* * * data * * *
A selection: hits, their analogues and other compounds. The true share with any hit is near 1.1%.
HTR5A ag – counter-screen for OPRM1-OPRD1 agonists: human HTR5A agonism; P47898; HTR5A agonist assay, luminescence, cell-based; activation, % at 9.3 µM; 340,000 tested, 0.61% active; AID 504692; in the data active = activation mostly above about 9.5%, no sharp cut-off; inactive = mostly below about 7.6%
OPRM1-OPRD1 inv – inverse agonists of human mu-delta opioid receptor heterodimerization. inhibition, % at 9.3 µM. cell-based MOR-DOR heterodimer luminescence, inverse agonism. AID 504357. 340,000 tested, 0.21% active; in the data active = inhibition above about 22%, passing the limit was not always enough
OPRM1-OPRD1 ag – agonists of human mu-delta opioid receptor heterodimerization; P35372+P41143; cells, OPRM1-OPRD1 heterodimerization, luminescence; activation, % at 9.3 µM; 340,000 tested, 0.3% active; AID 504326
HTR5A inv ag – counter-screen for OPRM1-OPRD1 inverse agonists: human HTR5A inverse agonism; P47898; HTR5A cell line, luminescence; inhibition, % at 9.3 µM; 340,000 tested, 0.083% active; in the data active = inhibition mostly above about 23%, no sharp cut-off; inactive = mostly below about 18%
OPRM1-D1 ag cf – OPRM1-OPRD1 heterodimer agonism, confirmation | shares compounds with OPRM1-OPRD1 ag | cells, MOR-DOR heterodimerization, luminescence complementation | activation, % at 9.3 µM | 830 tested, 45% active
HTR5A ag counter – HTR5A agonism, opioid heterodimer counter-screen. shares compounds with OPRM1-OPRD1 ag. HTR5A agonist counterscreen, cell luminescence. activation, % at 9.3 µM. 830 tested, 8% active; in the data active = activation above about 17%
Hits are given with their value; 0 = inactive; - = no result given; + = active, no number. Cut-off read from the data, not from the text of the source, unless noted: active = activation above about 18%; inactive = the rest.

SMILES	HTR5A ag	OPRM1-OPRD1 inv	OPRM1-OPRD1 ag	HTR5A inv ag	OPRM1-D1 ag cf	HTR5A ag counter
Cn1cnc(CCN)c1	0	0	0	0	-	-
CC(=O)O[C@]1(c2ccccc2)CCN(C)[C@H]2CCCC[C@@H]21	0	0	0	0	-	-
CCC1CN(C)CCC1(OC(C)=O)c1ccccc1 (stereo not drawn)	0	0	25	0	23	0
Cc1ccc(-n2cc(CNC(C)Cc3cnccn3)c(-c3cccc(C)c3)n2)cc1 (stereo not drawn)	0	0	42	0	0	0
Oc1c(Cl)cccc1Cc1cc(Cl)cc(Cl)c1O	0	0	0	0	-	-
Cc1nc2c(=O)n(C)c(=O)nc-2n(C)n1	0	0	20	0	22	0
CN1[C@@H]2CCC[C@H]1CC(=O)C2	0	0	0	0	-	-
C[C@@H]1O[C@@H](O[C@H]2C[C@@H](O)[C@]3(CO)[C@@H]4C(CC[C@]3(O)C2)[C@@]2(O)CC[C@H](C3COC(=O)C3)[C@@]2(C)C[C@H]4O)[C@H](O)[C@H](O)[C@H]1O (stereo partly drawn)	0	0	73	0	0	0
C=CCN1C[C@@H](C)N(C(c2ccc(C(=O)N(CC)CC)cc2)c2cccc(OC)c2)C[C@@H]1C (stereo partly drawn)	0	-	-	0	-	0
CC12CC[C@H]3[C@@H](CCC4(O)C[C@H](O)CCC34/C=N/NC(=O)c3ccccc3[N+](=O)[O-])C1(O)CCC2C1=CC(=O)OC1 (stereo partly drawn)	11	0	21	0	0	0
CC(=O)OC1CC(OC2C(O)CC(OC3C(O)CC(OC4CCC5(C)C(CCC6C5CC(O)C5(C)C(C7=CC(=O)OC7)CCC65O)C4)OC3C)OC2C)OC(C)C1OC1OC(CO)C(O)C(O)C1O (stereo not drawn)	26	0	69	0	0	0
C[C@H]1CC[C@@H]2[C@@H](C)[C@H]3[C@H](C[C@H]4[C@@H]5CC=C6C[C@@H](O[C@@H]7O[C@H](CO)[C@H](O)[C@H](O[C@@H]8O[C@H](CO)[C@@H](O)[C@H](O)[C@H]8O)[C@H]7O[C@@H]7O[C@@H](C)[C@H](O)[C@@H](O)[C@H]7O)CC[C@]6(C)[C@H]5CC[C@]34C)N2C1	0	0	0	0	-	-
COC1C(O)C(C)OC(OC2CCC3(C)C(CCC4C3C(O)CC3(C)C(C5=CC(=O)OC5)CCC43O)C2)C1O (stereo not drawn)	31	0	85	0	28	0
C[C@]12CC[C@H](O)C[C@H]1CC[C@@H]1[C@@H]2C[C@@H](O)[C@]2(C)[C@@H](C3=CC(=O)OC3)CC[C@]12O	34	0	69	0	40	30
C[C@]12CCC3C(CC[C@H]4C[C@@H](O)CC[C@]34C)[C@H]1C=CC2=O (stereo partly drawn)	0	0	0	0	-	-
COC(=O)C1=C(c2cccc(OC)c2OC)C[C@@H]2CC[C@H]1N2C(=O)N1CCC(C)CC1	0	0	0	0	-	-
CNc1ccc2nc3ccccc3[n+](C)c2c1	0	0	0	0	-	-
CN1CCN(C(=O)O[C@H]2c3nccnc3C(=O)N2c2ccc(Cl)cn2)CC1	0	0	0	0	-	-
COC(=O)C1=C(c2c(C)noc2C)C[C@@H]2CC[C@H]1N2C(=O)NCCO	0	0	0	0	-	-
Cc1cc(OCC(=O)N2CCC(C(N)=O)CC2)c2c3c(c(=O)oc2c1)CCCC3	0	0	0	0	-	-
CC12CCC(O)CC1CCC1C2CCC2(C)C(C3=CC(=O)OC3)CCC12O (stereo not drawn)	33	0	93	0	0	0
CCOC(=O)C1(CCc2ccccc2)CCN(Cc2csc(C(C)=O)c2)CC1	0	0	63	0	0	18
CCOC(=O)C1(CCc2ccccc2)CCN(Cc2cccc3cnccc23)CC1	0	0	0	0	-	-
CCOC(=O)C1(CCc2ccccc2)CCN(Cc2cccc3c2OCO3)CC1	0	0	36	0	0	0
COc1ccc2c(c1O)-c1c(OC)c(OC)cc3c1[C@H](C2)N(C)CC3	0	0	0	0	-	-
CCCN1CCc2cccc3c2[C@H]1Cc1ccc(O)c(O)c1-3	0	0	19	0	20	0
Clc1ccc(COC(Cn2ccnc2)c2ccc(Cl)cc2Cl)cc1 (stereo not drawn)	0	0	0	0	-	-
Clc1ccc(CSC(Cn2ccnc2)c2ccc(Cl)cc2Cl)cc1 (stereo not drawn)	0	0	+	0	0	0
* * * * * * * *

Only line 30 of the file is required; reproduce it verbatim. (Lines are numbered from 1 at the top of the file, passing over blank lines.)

CC12CCC(O)CC1CCC1C2CCC2(C)C(C3=CC(=O)OC3)CCC12O (stereo not drawn)	33	0	93	0	0	0